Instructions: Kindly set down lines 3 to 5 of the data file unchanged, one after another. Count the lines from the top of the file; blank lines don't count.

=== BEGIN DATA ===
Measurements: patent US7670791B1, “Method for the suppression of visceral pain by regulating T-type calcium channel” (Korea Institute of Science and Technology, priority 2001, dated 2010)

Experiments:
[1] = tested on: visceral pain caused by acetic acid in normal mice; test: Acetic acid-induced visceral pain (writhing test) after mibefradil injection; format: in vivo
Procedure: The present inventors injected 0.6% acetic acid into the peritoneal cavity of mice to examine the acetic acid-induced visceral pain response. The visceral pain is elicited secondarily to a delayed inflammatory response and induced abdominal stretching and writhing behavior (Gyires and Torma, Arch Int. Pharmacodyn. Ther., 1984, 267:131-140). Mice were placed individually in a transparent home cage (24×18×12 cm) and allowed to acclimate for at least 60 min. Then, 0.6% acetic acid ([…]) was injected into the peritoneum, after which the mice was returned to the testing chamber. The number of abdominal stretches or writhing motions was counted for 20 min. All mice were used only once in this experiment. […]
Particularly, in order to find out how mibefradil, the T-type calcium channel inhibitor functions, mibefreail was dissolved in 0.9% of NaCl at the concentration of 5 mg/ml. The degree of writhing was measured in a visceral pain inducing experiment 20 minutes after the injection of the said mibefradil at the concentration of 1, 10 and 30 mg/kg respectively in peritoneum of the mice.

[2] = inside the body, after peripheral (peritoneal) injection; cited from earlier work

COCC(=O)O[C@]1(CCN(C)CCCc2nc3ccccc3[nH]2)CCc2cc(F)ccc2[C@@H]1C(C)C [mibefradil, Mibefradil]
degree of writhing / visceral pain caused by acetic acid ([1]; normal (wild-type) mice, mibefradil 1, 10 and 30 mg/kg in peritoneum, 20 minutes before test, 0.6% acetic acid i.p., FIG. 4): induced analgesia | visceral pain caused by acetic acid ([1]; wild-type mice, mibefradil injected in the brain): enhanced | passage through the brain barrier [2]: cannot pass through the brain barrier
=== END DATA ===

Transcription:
[1] = tested on: visceral pain caused by acetic acid in normal mice; test: Acetic acid-induced visceral pain (writhing test) after mibefradil injection; format: in vivo
Procedure: The present inventors injected 0.6% acetic acid into the peritoneal cavity of mice to examine the acetic acid-induced visceral pain response. The visceral pain is elicited secondarily to a delayed inflammatory response and induced abdominal stretching and writhing behavior (Gyires and Torma, Arch Int. Pharmacodyn. Ther., 1984, 267:131-140). Mice were placed individually in a transparent home cage (24×18×12 cm) and allowed to acclimate for at least 60 min. Then, 0.6% acetic acid ([…]) was injected into the peritoneum, after which the mice was returned to the testing chamber. The number of abdominal stretches or writhing motions was counted for 20 min. All mice were used only once in this experiment. […]
Particularly, in order to find out how mibefradil, the T-type calcium channel inhibitor functions, mibefreail was dissolved in 0.9% of NaCl at the concentration of 5 mg/ml. The degree of writhing was measured in a visceral pain inducing experiment 20 minutes after the injection of the said mibefradil at the concentration of 1, 10 and 30 mg/kg respectively in peritoneum of the mice.